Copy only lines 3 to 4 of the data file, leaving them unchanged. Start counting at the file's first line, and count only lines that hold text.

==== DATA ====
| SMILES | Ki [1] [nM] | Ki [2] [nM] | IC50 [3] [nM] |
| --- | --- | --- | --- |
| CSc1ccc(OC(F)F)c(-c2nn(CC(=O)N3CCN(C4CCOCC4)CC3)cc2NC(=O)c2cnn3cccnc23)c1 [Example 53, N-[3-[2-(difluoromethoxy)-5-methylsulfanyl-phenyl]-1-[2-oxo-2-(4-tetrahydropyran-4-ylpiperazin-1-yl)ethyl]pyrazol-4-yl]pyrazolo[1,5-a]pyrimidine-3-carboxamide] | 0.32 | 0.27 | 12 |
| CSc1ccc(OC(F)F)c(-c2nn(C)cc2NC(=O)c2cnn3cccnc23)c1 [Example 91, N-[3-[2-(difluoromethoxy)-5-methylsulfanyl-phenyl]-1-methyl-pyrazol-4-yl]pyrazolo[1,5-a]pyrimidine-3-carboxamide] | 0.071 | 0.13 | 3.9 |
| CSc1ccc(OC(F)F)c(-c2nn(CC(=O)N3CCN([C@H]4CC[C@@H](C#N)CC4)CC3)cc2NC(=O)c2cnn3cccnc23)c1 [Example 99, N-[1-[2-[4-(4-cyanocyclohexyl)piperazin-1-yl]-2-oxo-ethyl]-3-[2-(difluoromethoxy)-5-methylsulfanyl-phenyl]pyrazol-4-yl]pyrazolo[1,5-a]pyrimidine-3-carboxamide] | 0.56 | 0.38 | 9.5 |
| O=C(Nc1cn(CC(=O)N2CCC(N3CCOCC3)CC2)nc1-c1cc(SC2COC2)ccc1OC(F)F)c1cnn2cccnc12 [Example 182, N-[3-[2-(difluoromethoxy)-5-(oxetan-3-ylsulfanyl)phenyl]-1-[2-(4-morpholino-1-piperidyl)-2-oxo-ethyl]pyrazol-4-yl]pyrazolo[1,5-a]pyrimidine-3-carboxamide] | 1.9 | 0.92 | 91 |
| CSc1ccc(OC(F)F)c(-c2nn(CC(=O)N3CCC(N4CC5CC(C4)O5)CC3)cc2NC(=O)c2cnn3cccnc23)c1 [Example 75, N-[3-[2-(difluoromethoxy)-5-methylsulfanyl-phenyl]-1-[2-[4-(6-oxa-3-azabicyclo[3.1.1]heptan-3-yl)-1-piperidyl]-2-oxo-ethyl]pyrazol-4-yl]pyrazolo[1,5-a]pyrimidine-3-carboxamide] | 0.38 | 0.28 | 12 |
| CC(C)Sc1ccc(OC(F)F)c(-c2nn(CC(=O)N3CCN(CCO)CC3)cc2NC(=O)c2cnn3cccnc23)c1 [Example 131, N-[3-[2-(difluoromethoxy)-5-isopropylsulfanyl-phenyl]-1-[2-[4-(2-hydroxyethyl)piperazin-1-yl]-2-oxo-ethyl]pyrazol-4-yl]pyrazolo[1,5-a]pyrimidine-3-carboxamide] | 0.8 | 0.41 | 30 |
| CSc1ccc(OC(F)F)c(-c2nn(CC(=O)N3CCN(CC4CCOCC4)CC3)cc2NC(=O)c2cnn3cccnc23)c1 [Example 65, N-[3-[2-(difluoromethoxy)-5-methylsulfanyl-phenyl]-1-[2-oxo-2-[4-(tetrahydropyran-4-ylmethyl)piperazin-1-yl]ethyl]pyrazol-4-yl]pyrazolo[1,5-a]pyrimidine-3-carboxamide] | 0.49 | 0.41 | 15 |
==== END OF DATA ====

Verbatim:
| CSc1ccc(OC(F)F)c(-c2nn(CC(=O)N3CCN(C4CCOCC4)CC3)cc2NC(=O)c2cnn3cccnc23)c1 [Example 53, N-[3-[2-(difluoromethoxy)-5-methylsulfanyl-phenyl]-1-[2-oxo-2-(4-tetrahydropyran-4-ylpiperazin-1-yl)ethyl]pyrazol-4-yl]pyrazolo[1,5-a]pyrimidine-3-carboxamide] | 0.32 | 0.27 | 12 |
| CSc1ccc(OC(F)F)c(-c2nn(C)cc2NC(=O)c2cnn3cccnc23)c1 [Example 91, N-[3-[2-(difluoromethoxy)-5-methylsulfanyl-phenyl]-1-methyl-pyrazol-4-yl]pyrazolo[1,5-a]pyrimidine-3-carboxamide] | 0.071 | 0.13 | 3.9 |